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What material are silver-colored cassettes made of?

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What material are silver-colored cassettes made of?

Old 06-03-20, 04:22 PM
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CaptainPlanet
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What material are silver-colored cassettes made of?

And durability wise, are they better or worse than surface-rusted steel cassettes? Not a lot of information to go with because I don't have cassette removal tool to take them off the wheel. I also screwed up and didn't focus the camera when I took this pic.

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Old 06-03-20, 04:35 PM
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Tony P.
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Plating is probably nickel for corrosion resistance but underlying material is often steel or aluminum.

Last edited by Tony P.; 06-03-20 at 04:40 PM.
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Old 06-03-20, 05:07 PM
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Originally Posted by CaptainPlanet View Post
And durability wise, are they better or worse than surface-rusted steel cassettes? Not a lot of information to go with because I don't have cassette removal tool to take them off the wheel. I also screwed up and didn't focus the camera when I took this pic.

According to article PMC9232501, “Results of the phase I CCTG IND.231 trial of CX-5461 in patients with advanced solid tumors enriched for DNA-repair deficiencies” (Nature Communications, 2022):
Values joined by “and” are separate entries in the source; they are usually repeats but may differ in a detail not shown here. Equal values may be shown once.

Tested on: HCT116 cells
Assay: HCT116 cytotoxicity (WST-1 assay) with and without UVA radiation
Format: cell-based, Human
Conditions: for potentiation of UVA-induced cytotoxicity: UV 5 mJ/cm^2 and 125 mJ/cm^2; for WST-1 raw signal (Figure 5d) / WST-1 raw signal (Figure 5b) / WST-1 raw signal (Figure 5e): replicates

And magnets are impossible to get.
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Old 06-03-20, 05:08 PM
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Originally Posted by Tony P. View Post
Plating is probably nickel for corrosion resistance but underlying material is often steel or aluminum.
+1 very likely nickel with a copper underplate for adhesion, as nickel does not adhere well to either aluminum or steel.
If chrome it is almost certainly copper, then nickel as a barrier layer (chrome will react with the copper) and chrome on top of that.
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Old 06-03-20, 05:32 PM
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Originally Posted by Bill Kapaun View Post
And magnets are impossible to get.
Ah, I do have an abundance of magnets sitting around. Will give that a try.
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Old 06-03-20, 08:21 PM
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I have a couple of old Shimano N600 freewheels with plated-cogs that are silver in colour. They are form the mid 1980s and the plating is still solid as is t he plating on my silver colour Uniglide cassette cogs.
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Old 06-03-20, 10:00 PM
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Good cogs are made of tool-level hard steel. Plating will rub off on the teeth if they work. You have to apply protection no matter whether you start plated or not. The only practical reason for going with plating is that it is likely to correlate with the overall amount of effort going into the manufacturing.
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Old 06-03-20, 11:40 PM
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So I have confirmed that it is indeed steel by doing the magnet test

Originally Posted by 2_i View Post